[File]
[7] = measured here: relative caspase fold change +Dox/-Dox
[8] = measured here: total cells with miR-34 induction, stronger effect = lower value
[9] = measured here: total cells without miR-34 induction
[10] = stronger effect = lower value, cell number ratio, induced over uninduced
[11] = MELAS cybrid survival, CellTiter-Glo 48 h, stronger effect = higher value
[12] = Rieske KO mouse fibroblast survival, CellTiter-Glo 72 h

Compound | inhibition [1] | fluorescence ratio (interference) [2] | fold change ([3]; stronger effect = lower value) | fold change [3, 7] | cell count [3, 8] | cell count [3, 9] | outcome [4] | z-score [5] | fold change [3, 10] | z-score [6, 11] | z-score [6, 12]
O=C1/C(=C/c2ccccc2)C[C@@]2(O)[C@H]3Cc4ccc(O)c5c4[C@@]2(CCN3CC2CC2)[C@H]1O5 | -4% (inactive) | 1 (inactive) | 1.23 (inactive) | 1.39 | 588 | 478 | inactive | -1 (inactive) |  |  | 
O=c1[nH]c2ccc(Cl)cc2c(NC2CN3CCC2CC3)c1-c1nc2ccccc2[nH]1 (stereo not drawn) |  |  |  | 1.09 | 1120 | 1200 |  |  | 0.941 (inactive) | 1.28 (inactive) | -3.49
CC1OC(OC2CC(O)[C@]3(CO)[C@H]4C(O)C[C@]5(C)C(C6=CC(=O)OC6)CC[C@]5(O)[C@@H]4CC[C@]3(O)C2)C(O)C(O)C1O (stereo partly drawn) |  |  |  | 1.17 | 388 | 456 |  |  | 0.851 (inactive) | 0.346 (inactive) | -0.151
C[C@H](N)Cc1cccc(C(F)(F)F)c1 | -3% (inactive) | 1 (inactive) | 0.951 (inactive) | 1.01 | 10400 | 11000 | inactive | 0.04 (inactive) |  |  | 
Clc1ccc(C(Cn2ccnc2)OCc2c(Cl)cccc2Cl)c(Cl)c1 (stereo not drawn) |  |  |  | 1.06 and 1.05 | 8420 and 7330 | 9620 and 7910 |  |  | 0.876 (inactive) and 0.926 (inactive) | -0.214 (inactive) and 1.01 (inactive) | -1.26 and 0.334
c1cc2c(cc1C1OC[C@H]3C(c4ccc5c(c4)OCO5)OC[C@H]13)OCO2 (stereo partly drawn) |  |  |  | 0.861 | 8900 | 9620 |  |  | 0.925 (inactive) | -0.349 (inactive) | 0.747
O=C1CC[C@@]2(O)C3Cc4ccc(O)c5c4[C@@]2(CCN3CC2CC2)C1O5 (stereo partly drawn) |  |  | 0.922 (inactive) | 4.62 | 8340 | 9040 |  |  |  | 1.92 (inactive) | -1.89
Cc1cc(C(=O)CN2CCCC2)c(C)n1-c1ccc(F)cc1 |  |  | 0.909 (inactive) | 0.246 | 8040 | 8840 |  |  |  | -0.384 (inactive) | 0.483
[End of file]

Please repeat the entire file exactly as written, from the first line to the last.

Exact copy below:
[7] = measured here: relative caspase fold change +Dox/-Dox
[8] = measured here: total cells with miR-34 induction, stronger effect = lower value
[9] = measured here: total cells without miR-34 induction
[10] = stronger effect = lower value, cell number ratio, induced over uninduced
[11] = MELAS cybrid survival, CellTiter-Glo 48 h, stronger effect = higher value
[12] = Rieske KO mouse fibroblast survival, CellTiter-Glo 72 h

Compound | inhibition [1] | fluorescence ratio (interference) [2] | fold change ([3]; stronger effect = lower value) | fold change [3, 7] | cell count [3, 8] | cell count [3, 9] | outcome [4] | z-score [5] | fold change [3, 10] | z-score [6, 11] | z-score [6, 12]
O=C1/C(=C/c2ccccc2)C[C@@]2(O)[C@H]3Cc4ccc(O)c5c4[C@@]2(CCN3CC2CC2)[C@H]1O5 | -4% (inactive) | 1 (inactive) | 1.23 (inactive) | 1.39 | 588 | 478 | inactive | -1 (inactive) |  |  | 
O=c1[nH]c2ccc(Cl)cc2c(NC2CN3CCC2CC3)c1-c1nc2ccccc2[nH]1 (stereo not drawn) |  |  |  | 1.09 | 1120 | 1200 |  |  | 0.941 (inactive) | 1.28 (inactive) | -3.49
CC1OC(OC2CC(O)[C@]3(CO)[C@H]4C(O)C[C@]5(C)C(C6=CC(=O)OC6)CC[C@]5(O)[C@@H]4CC[C@]3(O)C2)C(O)C(O)C1O (stereo partly drawn) |  |  |  | 1.17 | 388 | 456 |  |  | 0.851 (inactive) | 0.346 (inactive) | -0.151
C[C@H](N)Cc1cccc(C(F)(F)F)c1 | -3% (inactive) | 1 (inactive) | 0.951 (inactive) | 1.01 | 10400 | 11000 | inactive | 0.04 (inactive) |  |  | 
Clc1ccc(C(Cn2ccnc2)OCc2c(Cl)cccc2Cl)c(Cl)c1 (stereo not drawn) |  |  |  | 1.06 and 1.05 | 8420 and 7330 | 9620 and 7910 |  |  | 0.876 (inactive) and 0.926 (inactive) | -0.214 (inactive) and 1.01 (inactive) | -1.26 and 0.334
c1cc2c(cc1C1OC[C@H]3C(c4ccc5c(c4)OCO5)OC[C@H]13)OCO2 (stereo partly drawn) |  |  |  | 0.861 | 8900 | 9620 |  |  | 0.925 (inactive) | -0.349 (inactive) | 0.747
O=C1CC[C@@]2(O)C3Cc4ccc(O)c5c4[C@@]2(CCN3CC2CC2)C1O5 (stereo partly drawn) |  |  | 0.922 (inactive) | 4.62 | 8340 | 9040 |  |  |  | 1.92 (inactive) | -1.89
Cc1cc(C(=O)CN2CCCC2)c(C)n1-c1ccc(F)cc1 |  |  | 0.909 (inactive) | 0.246 | 8040 | 8840 |  |  |  | -0.384 (inactive) | 0.483